Back last summer I set myself the task of making eight of the paper zombies from my Make Your Own Paper Zombies Calendar. It was meant to be fun. It was meant to be easy. It was neither. It took all day, was really fiddly and left me grumpy and covered in paper-cuts. By the time 2013 ended and all the zombies were made I was looking forward to the day where I would send them to the paper-recycling hell where they so truly belong.

In fact, I was fairly certain that I had already recycled them, until I was sorting out some stuff in my room and came across this...
Yes, horror of all horrors, it's a bag of disembodied paper zombies. 
 It was as if they's crawled out from the fiery pit and made their way back to my room just to torment me! Will I never be free!?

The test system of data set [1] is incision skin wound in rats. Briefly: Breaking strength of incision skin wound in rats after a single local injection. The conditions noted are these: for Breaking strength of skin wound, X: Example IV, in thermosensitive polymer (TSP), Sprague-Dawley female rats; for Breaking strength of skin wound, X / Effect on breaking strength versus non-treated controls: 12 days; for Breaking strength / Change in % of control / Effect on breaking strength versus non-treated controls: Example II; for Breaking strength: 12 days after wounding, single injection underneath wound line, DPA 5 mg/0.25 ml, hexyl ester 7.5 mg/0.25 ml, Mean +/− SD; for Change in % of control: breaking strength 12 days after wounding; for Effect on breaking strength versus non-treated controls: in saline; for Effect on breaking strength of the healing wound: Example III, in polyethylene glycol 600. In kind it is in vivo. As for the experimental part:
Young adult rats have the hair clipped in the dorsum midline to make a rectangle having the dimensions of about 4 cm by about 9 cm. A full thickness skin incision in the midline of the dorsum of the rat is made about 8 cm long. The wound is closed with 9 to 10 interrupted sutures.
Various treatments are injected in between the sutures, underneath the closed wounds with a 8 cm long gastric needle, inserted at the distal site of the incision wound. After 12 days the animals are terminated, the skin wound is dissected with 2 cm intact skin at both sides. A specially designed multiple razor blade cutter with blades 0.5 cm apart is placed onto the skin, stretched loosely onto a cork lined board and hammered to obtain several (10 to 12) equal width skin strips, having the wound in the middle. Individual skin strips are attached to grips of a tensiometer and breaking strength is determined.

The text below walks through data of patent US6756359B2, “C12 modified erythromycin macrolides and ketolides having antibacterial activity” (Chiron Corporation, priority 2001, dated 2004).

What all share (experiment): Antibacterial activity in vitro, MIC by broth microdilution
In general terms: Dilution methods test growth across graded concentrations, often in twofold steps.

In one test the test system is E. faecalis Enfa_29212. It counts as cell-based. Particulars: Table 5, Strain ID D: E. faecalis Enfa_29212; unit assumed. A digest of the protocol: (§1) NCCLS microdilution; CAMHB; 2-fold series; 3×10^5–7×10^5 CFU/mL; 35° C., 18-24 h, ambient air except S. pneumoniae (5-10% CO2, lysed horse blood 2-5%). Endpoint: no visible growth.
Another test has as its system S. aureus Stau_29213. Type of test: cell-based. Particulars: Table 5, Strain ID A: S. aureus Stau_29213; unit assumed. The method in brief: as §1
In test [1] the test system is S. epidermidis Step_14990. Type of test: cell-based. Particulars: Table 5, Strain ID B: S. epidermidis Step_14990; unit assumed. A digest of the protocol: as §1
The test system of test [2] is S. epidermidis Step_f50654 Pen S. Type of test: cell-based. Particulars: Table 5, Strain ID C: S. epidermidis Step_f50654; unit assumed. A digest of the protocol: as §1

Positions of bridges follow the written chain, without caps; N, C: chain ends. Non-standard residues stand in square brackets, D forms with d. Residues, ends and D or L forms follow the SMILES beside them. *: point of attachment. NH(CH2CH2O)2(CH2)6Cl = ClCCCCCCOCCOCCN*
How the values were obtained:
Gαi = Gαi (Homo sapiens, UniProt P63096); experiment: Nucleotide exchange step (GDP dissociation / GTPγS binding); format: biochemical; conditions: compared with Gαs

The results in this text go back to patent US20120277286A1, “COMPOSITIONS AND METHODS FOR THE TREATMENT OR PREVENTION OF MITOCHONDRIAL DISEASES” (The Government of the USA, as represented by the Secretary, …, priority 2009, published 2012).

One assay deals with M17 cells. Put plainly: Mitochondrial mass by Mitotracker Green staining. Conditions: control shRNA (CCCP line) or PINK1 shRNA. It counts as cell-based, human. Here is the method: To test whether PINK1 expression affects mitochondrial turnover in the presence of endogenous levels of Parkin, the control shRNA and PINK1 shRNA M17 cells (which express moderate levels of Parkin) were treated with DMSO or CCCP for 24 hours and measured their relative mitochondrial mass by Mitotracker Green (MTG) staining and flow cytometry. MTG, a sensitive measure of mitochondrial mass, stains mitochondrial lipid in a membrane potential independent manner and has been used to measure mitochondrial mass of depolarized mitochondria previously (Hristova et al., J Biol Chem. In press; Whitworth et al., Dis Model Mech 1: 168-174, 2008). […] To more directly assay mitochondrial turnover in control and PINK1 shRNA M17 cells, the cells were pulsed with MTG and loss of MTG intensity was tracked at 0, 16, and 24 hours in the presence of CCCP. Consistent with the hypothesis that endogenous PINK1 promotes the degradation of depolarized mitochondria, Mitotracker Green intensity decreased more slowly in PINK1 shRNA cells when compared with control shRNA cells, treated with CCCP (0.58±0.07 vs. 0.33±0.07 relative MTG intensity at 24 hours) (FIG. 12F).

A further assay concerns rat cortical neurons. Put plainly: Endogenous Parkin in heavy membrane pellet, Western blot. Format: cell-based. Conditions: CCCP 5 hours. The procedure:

So now, once again (or, more probably, for the first time), I have taken these undead, folded little bastards to the recycling bin, where I'm hoping they will be mushed up and turned into something less evil. I even took a picture, just in case they return to haunt me once again.
Die, paper zombies, die!

Looks a bit like he's trying to climb out in that picture. Creepy. Maybe I should have removed the head and destroyed the brain?

You'd be surprised at the weird looks you get stuffing small paper figures into a recycling bin.

Tuesday, 10 June 2014

RIP Rik Mayall